Hybrid OTT Emerges as Top Business Model for TV Operators
TV operators and content owners are favouring the hybrid OTT model over more traditional solutions.
With online accessibility and the number of mobile devices increasing, consumers are demanding more online video content. To accommodate this trend and compete with Netflix’s dominance of the market, an increasing number of TV operators and broadcasters have launched or are planning to launch OTT services this year.
OTT Business Models
In its latest research, MPP Global examines key OTT business model trends and gains exclusive insights into the views and opinions of leading operators and broadcasters across the globe.
Interestingly, the research found that hybrid models are the most popular, with 60% of operators stating this OTT model is the best fit for their business.
About the Hybrid Model
The hybrid OTT model enables content owners to offer different price packages to its customers. Pricing packages can range from paying on a TVOD (transactional video on demand) basis to signing up for a subscription (subscription video on demand).
Operators with a hybrid model can reach a range of customers, from those only willing to pay on a pay-per-view basis to those who want unlimited access to all content by purchasing a subscription.
The hybrid model has already been adopted internationally by Amazon for its Amazon Instant Video service, as well as by Hulu for its online streaming service in the United States.
The research also discovered how operators are favouring three emerging OTT pricing models.
Bundling & Unbundling for OTT
Many consumers no longer want “all you can eat” packages but instead prefer tailored and personalised bundles of content and channels they have hand-picked.
As consumers want to reduce the channels they pay for, more and more operators are now considering “skinny” TV packages in an effort to both attract larger audiences and retain subscribers.
Set time period passes are a relatively new concept, with Europe’s largest Pay TV operator, Sky, using day, week and month passes for its OTT platform, NOW TV.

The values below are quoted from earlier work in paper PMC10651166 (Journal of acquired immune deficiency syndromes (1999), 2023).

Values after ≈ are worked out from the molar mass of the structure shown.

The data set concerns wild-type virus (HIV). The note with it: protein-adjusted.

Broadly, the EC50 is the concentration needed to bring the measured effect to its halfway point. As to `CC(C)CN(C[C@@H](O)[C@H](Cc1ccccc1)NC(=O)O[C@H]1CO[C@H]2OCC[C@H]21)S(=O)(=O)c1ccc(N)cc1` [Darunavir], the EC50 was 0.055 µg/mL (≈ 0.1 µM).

Offering this service enables consumers to sample the content without being tied into a contract. Using enticing pricing points, the service has effectively enabled the operator to attract new customers without cannibalising their current services.
TV operators and broadcasters have recognised the opportunity in metering technology, which has already become popular within the publishing industry, with a growing number of content owners looking to introduce video metering.
Offering video metering provides consumers with limited free access to video content, based on a choice of considerations which the operator can define, such as happy hours offering free access at low usage periods.
Using video metering, operators can draw consumers in, offering free access to sample the content before being requested to sign up on a pay-per-view or subscription basis.
MPP Global Commentary
Paul Johnson, Chief Executive Officer at MPP Global, commented “This research shows how the OTT market is constantly evolving and growing.
With an increasing need to reach and attract customers and stand out from competitors, more and more TV operators are shaping their business models to accommodate consumer demands while offering a reliable revenue stream.
We can expect to see the number of OTT models continue to increase with consumers embracing the changing way they can view and pay for video content.”